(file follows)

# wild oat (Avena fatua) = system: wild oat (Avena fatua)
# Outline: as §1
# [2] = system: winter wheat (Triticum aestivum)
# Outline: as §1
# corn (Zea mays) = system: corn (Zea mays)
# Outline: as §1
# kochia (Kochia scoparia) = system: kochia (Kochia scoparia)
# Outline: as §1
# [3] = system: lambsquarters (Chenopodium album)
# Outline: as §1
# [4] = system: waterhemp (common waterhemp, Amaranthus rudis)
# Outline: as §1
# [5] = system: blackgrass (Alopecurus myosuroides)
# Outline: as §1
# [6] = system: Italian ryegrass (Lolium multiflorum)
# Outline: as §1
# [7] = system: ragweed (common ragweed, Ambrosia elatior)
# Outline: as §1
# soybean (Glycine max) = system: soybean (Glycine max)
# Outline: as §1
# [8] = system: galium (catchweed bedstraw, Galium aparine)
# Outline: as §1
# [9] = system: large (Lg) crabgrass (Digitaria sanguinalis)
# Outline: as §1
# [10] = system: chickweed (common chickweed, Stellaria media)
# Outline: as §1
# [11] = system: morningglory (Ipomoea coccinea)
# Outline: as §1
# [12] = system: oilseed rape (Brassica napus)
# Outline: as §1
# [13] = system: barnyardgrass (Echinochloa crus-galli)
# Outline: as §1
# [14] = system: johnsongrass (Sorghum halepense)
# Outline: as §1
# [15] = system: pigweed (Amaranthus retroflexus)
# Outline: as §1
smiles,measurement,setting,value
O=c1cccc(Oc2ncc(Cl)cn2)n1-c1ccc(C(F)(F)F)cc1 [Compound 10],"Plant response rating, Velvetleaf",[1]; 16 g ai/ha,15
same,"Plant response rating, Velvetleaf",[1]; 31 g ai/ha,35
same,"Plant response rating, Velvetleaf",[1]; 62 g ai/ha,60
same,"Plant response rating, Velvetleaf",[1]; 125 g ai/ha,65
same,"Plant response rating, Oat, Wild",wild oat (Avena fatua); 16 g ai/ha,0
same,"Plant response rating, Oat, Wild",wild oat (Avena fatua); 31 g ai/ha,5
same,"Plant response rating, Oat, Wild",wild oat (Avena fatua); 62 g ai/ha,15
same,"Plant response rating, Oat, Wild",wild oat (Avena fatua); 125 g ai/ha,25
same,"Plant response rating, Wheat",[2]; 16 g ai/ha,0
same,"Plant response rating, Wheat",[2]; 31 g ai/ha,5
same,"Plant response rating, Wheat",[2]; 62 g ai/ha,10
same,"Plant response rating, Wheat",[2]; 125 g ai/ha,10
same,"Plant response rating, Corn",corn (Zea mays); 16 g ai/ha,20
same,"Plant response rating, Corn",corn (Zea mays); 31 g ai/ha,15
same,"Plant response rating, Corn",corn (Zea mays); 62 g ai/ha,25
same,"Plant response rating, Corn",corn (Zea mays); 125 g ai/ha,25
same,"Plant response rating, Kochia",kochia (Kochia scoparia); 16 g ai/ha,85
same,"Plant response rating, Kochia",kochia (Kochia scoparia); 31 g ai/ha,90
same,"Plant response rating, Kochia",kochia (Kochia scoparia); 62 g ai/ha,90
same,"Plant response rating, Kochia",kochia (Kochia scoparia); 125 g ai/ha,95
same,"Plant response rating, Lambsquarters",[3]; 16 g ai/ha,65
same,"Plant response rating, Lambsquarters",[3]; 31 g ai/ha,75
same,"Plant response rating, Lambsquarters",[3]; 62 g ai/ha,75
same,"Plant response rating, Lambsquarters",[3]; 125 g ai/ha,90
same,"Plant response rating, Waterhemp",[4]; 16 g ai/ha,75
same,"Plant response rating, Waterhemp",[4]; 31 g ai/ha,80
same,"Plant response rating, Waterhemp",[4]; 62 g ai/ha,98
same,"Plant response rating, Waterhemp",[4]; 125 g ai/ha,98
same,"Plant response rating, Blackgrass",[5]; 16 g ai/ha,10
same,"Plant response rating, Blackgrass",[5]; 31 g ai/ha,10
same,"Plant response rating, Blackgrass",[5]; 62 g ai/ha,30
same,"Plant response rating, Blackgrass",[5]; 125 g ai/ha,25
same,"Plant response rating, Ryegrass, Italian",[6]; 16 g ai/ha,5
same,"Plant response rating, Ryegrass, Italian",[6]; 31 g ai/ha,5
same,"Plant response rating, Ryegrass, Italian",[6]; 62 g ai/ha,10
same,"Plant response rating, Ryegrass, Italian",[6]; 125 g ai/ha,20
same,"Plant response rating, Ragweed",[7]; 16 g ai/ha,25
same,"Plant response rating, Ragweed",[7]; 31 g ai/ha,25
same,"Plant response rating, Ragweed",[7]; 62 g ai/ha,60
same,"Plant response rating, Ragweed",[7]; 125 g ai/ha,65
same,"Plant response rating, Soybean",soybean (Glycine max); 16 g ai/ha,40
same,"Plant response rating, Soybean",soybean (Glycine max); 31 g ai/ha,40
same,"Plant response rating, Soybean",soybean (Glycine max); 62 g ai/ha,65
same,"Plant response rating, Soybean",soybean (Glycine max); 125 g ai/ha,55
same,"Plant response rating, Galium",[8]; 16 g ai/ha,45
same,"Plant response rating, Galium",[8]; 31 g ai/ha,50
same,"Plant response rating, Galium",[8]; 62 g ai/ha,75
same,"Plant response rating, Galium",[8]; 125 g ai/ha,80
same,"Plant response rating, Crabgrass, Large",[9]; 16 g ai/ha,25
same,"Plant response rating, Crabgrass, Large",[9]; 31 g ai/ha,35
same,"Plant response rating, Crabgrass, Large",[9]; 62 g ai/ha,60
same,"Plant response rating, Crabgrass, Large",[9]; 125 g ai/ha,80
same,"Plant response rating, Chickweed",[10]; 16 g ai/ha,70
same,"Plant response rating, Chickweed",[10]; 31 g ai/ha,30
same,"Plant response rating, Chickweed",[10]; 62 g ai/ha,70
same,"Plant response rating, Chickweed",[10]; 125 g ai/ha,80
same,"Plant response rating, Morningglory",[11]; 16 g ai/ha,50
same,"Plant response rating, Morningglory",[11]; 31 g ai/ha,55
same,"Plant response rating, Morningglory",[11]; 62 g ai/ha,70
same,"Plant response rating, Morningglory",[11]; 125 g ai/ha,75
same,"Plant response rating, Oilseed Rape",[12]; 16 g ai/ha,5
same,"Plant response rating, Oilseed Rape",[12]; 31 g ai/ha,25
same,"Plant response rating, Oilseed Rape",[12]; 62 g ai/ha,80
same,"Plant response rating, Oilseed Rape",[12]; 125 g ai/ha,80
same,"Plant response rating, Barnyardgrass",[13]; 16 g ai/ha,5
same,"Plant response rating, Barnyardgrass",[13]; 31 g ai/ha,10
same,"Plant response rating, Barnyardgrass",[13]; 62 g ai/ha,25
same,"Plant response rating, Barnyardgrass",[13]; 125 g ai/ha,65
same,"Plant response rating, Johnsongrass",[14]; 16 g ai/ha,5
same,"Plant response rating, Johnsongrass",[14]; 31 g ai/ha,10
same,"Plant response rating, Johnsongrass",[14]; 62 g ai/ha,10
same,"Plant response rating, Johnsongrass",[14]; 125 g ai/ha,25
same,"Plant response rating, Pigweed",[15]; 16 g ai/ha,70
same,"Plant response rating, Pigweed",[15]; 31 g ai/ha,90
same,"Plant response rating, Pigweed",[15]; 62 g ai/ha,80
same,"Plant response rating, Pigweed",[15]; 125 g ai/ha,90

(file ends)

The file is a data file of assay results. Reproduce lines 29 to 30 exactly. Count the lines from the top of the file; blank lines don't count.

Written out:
# [12] = system: oilseed rape (Brassica napus)
# Outline: as §1